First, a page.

The American Academy of Orthopedic Surgeons and the National Health Service (NHS) recommends the following stretches and exercises to speed up healing and improve mobility of the Achilles tendon:
Standing Heel Raises
This exercise helps strengthen your calves and stretch your Achilles tendon:
- Step 1: Standing on a flat or slightly raised surface, balance you weight on the balls of your feet.
- Step 2: Carefully raise yourself up onto your toes and hold a “tip-toe” position for several seconds, then lower yourself back onto the ground.
- Repeat steps 1 and 2 up to 25 times per day if you are not feeling pain. Make sure you’re raising and lowering yourself slowly because the controlled motion is the point of the exercise.
Follow the steps below to develop control over the calf muscle and stretch the Achilles tendon:
- Step 1: Stand on both feet with the legs straight.
- Step 2: Use the uninjured leg to rise onto the tiptoes.
- Step 3: Keeping both feet on the floor, transfer the weight across to the affected leg and lower down, using the good leg to help if necessary.
- Repeat. Aim for 3 sets of 15 repetitions, twice a day.
Bilateral heel drop
The set of movements for this exercise is as follows:
- Step 1: Stand on the edge of a stable raised platform, such as the bottom step of a staircase.
- Step 2: Adjust the position of the feet so that just the front half of each foot is on the step. Make sure you can move the heels up and down without them hitting the floor.
- Rise onto the tiptoes then lower both heels as far as possible.
- Repeat 20 times.
Calf-plantar fascia stretch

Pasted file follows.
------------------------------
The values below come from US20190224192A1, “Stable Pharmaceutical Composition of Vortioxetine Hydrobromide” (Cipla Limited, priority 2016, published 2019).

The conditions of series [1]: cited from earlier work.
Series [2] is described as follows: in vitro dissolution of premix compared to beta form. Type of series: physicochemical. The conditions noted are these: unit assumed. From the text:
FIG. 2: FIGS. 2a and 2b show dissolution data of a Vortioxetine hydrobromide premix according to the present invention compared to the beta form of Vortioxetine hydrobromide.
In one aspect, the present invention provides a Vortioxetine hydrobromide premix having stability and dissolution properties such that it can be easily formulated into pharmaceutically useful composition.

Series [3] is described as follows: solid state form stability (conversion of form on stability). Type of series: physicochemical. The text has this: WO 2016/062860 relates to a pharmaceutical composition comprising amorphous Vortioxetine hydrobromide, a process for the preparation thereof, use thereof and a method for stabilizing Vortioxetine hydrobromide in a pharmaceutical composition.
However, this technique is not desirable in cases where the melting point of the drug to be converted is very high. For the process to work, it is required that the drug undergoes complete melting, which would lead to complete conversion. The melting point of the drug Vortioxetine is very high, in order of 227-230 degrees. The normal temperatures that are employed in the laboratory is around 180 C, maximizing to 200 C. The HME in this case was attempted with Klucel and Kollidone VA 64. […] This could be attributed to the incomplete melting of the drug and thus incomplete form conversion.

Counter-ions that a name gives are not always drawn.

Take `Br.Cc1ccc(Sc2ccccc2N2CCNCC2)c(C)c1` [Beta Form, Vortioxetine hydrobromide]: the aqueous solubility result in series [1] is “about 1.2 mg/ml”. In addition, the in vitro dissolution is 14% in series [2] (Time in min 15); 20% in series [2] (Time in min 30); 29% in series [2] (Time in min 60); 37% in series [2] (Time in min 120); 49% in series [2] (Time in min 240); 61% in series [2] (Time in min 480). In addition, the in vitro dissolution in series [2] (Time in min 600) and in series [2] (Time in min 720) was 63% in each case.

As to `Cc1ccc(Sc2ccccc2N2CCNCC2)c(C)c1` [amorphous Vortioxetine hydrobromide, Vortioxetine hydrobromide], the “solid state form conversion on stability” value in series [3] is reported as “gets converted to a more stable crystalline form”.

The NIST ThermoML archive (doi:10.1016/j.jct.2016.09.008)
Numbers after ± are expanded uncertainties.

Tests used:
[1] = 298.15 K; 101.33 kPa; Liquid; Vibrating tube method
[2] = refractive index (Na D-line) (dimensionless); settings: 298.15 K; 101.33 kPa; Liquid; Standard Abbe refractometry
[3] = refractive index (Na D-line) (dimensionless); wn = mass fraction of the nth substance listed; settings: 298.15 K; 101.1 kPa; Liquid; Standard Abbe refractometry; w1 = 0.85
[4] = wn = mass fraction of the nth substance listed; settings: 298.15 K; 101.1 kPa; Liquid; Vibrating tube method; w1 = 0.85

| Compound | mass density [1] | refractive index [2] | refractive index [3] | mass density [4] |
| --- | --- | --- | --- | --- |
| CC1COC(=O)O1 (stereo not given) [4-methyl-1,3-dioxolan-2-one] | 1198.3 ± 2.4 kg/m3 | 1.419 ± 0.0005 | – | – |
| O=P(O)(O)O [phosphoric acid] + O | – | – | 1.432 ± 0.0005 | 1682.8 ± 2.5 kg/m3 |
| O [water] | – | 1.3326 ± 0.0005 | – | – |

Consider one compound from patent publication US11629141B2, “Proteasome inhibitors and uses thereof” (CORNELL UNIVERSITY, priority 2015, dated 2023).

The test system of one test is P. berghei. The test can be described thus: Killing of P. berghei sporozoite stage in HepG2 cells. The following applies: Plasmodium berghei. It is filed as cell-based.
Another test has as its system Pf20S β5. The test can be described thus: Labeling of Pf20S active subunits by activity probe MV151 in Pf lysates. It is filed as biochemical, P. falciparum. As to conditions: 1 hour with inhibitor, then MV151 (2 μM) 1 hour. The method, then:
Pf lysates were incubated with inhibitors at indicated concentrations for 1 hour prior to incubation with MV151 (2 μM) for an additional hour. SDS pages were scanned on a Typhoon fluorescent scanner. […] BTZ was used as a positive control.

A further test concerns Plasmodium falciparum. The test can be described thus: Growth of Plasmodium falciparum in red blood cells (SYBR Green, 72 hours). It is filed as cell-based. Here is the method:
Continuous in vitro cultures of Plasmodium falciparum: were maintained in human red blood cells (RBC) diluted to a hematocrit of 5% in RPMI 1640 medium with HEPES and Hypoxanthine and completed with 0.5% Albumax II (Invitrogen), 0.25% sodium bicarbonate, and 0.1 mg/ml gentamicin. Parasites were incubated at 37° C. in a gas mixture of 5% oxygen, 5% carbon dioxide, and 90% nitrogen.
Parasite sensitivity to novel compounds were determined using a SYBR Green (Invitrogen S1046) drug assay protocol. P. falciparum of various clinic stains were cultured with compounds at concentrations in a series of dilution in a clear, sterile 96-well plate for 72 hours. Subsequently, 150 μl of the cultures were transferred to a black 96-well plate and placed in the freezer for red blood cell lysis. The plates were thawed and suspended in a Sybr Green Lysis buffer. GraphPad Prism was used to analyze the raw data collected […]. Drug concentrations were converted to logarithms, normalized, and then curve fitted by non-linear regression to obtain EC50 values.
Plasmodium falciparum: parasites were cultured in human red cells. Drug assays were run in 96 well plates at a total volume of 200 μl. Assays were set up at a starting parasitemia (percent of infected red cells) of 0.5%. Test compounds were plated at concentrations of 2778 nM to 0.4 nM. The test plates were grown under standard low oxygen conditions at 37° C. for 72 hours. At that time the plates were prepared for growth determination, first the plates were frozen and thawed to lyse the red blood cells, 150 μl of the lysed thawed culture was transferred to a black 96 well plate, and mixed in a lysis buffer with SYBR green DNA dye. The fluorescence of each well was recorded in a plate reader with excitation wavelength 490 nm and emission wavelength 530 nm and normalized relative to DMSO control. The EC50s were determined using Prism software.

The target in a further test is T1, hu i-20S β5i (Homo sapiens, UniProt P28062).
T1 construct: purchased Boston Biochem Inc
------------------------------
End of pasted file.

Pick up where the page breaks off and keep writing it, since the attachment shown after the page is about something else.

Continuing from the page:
Perform this exercise by following the steps below:
- Step 1:Sit with your legs extended and knees straight.
- Step 2: Place a towel around your foot just under the toes.
- Step 3: Hold each end of the towel in each hand, with your hands above your knees.
- Step 4: Pull back with the towel so that your foot stretches toward you and hold the position for at least 15 to 30 seconds.
- Repeat 2 to 4 times a session, up to 5 sessions a day.
This exercise helps increase general foot dexterity and reduce tightness in the Achilles tendon:
- Step 1: Place a towel flat on the ground in front of a chair, then sit down in the chair with your heels on the edge of the towel.
- Step 2: With one foot, reach out and use your toes to grab the towel, then pull the towel toward you under your feet.
- Step 3: Repeat until you run out of towels, then repeat the whole exercise with your other foot.
- Repeat 2 to 3 times daily.
Remember that follow-up care is a key part of the treatment and safety. it's important to see your doctor on a regular basis.
Get back on the fitness track
Achilles injuries can be frustrating and challenging to deal with. It’s important to rest and stop any physical activities to ensure a continuous and faster recovery. Ice packs can help reduce swelling and pain, but it's best if we wait until after the initial phase of rehabilitation when patients focus more heavily on prevention and early treatment.
Strengthening the Achilles tendon can be a great first step toward healing properly - plus using straps or braces will prevent further problems down the line!
Have problems with your Achilles tendon? Do you need care for anything else related to your feet or ankles? We got you covered with the MDUB Crosstraps! Visit www.mdubathletics.com for more details on how we can help you.